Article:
Joshua Pardhe, a computer systems engineering major at ASU, found out about the competition through Barrett, The Honors College, and decided to participate because it’s not just a straightforward debate.
“It has these other elements that are overlooked in a debate competition,” he said.
“You’re not just graded on how well you can debate a topic but how well you can convey a story.”
Pardhe will be the storyteller for his team, and believes the skill he’s developing will help in his career.
“I want to start my own business, and one of the things you need to know is how to convey a story and present a problem effectively to investors,” he said.
The teams also have been working with ASU faculty.
“The preparation with the mentors is really in-depth and informative, and every time we meet to do research or practice, it’s very hands-on,” Pardhe said.
Eliana Lara, a junior majoring in political science and Spanish at NAU, had honed her public speaking skills when she was student body president at Maryvale High School in Phoenix. She decided to apply for the Regents' Cup at the urging of a favorite professor.
She was also drawn to the format.
“Oxford is more old school but civil dialogue, storytelling and solutions are not so aggressive, where you have to pinpoint what they say and win the argument,” she said.
“It’s more about hearing what the other side is saying and understanding. You get more of a chance to listen.”
Ashley Fredde is a senior majoring in journalism at the University of Arizona, where she’s captain of the debate team. Several of the team’s members are on the Regents' Cup team.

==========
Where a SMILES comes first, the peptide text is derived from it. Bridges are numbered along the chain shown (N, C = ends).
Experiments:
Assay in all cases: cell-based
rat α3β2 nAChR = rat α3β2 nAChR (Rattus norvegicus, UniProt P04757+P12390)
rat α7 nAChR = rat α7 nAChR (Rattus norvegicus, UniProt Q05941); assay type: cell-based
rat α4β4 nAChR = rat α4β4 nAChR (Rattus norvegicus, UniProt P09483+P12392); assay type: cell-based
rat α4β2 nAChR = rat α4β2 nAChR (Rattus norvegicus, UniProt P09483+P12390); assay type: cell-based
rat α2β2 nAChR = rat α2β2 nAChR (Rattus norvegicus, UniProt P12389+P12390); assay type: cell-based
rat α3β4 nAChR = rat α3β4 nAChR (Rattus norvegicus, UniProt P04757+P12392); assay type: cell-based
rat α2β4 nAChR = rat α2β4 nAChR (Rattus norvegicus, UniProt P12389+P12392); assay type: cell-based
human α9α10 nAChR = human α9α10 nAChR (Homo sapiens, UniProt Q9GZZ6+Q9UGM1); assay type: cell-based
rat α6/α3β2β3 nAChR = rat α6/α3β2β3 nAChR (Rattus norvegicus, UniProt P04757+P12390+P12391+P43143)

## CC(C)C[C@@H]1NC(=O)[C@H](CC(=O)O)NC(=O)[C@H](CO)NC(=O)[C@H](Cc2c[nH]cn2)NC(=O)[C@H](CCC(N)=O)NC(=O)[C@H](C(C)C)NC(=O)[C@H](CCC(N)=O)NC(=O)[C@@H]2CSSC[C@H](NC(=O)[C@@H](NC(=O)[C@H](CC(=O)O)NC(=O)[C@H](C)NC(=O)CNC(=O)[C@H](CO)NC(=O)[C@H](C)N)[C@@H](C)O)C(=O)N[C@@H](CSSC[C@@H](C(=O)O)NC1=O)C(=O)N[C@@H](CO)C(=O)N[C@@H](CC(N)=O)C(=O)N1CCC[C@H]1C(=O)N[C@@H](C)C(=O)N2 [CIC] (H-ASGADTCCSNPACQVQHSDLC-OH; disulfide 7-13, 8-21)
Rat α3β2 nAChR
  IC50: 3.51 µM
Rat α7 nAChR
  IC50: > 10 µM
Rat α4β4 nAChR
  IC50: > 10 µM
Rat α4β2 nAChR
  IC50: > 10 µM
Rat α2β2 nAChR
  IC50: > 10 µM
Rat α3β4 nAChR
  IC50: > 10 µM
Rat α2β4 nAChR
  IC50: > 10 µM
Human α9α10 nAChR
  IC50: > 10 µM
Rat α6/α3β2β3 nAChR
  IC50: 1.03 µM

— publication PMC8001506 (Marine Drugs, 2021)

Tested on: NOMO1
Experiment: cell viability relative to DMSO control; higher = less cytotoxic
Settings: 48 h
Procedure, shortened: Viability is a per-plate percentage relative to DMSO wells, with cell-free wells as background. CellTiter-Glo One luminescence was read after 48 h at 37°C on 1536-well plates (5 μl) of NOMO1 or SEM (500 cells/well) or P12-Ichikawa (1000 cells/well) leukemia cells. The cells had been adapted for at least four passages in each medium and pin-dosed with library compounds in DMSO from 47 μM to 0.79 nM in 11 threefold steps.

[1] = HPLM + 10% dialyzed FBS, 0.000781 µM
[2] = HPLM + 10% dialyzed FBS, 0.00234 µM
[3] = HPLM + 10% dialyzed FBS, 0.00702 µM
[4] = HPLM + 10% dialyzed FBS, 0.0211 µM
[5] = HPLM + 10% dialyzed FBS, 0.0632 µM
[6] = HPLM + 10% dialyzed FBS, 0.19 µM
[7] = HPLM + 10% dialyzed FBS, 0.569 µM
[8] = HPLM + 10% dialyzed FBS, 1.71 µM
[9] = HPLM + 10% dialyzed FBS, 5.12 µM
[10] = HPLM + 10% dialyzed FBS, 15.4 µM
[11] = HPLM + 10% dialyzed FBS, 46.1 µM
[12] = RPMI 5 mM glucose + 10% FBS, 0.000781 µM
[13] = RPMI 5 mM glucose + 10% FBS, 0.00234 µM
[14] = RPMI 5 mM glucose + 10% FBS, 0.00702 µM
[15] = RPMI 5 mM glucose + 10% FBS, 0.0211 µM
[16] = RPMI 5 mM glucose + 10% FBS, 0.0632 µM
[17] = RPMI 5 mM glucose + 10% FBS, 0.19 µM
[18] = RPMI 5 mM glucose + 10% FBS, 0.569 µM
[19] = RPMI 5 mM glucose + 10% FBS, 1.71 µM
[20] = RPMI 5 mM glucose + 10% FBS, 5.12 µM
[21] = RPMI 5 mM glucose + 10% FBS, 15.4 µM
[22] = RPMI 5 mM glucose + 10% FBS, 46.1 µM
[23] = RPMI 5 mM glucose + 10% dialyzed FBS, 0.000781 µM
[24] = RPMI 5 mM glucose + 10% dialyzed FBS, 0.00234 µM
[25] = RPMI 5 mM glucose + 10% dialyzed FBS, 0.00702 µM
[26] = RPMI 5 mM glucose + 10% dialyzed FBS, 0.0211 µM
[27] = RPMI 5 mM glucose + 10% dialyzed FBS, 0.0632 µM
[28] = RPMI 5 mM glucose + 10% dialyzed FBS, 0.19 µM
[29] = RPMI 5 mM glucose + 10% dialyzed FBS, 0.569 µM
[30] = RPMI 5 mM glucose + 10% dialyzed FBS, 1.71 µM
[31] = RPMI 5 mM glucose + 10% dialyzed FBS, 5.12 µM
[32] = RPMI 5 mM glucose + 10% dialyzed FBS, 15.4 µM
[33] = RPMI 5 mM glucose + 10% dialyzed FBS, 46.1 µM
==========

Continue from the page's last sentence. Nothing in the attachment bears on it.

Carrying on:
“I’m passionate about social issues and civil discourse, which is why I joined the debate team, and as a journalist I’m passionate about free speech,” she said.
“This format has required us to switch from being argumentative to taking a step back and listening to other viewpoints. We’ve gone from building up arguments to listening to others and even agreeing with them.”
She’s also enjoyed the storytelling.
“Some of the stories are really impactful and you get to see a different side of your teammates,” she said. “It’s definitely brought us closer together as a team.”
Lauren Beethe, a graduate student in communication studies, is the ASU coordinator of the Regents' Cup and is a graduate student director of CommLabASU. Her master’s degree focuses on advocacy.
“The goal of advocacy is to communicate issues, whether in social movements or technology, as a way of building a bridge between issues and solutions in a way that is beneficial to both parties, but is civil and doesn’t breed distance between the two groups,” said Beethe, who focuses on biometric surveillance policy.
She’s gratified that the Regents' Cup has drawn students from across ASU’s campuses and from a variety of majors.
“It’s teaching these different disciplines that these tools are relevant and can help a student who studies political science communicate with an engineering student in a way that’s meaningful and that can focus on issues greater than academics,” she said.
“Communicating ethically brings back the humanity to these topics that have lost that element,” she said.
“Communicating is the art form of humanity.”
Top image: A student holds a debate prompt during the ASU Regents’ Cup team practice at CommLabASU at West campus on Nov. 1. Student teams from ASU will compete against students from the University of Arizona and Northern Arizona University in storytelling, debate, solutions and civil dialogue. Part of the competition, the Oxford debate, will be open to the public at 3 p.m. Saturday, Nov. 16, at McLelland Hall, Eller College of Management, at the University of Arizona, Tucson. Photo by Deanna Dent/ASU Now